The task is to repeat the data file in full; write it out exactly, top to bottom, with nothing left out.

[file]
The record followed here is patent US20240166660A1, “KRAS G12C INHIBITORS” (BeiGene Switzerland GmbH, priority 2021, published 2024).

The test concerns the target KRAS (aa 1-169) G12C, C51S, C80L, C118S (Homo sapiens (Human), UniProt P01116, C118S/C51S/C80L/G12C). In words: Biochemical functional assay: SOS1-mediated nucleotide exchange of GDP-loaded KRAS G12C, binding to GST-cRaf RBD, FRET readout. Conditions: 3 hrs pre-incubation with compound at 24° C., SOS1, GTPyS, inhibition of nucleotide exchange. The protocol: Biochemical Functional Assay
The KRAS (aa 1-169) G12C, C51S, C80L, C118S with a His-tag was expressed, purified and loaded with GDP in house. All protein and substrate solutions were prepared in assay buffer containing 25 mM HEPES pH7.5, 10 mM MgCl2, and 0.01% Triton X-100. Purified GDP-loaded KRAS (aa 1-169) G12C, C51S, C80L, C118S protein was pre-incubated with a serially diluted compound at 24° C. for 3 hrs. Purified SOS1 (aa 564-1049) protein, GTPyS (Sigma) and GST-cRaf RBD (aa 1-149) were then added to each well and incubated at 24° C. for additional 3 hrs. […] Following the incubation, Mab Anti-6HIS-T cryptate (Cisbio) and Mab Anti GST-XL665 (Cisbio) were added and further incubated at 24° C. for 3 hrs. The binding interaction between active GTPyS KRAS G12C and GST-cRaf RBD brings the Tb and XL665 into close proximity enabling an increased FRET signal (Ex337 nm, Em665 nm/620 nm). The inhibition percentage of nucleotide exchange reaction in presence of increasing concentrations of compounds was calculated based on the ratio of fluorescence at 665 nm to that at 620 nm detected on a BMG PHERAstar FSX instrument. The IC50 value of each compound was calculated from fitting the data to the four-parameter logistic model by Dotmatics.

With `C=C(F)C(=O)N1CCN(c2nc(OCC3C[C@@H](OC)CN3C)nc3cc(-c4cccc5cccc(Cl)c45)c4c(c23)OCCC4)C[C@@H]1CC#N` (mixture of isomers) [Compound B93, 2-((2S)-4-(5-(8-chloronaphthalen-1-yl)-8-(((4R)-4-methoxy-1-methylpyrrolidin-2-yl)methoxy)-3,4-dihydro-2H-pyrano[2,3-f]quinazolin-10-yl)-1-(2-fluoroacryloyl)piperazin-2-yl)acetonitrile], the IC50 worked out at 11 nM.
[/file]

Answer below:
The record followed here is patent US20240166660A1, “KRAS G12C INHIBITORS” (BeiGene Switzerland GmbH, priority 2021, published 2024).

The test concerns the target KRAS (aa 1-169) G12C, C51S, C80L, C118S (Homo sapiens (Human), UniProt P01116, C118S/C51S/C80L/G12C). In words: Biochemical functional assay: SOS1-mediated nucleotide exchange of GDP-loaded KRAS G12C, binding to GST-cRaf RBD, FRET readout. Conditions: 3 hrs pre-incubation with compound at 24° C., SOS1, GTPyS, inhibition of nucleotide exchange. The protocol: Biochemical Functional Assay
The KRAS (aa 1-169) G12C, C51S, C80L, C118S with a His-tag was expressed, purified and loaded with GDP in house. All protein and substrate solutions were prepared in assay buffer containing 25 mM HEPES pH7.5, 10 mM MgCl2, and 0.01% Triton X-100. Purified GDP-loaded KRAS (aa 1-169) G12C, C51S, C80L, C118S protein was pre-incubated with a serially diluted compound at 24° C. for 3 hrs. Purified SOS1 (aa 564-1049) protein, GTPyS (Sigma) and GST-cRaf RBD (aa 1-149) were then added to each well and incubated at 24° C. for additional 3 hrs. […] Following the incubation, Mab Anti-6HIS-T cryptate (Cisbio) and Mab Anti GST-XL665 (Cisbio) were added and further incubated at 24° C. for 3 hrs. The binding interaction between active GTPyS KRAS G12C and GST-cRaf RBD brings the Tb and XL665 into close proximity enabling an increased FRET signal (Ex337 nm, Em665 nm/620 nm). The inhibition percentage of nucleotide exchange reaction in presence of increasing concentrations of compounds was calculated based on the ratio of fluorescence at 665 nm to that at 620 nm detected on a BMG PHERAstar FSX instrument. The IC50 value of each compound was calculated from fitting the data to the four-parameter logistic model by Dotmatics.

With `C=C(F)C(=O)N1CCN(c2nc(OCC3C[C@@H](OC)CN3C)nc3cc(-c4cccc5cccc(Cl)c45)c4c(c23)OCCC4)C[C@@H]1CC#N` (mixture of isomers) [Compound B93, 2-((2S)-4-(5-(8-chloronaphthalen-1-yl)-8-(((4R)-4-methoxy-1-methylpyrrolidin-2-yl)methoxy)-3,4-dihydro-2H-pyrano[2,3-f]quinazolin-10-yl)-1-(2-fluoroacryloyl)piperazin-2-yl)acetonitrile], the IC50 worked out at 11 nM.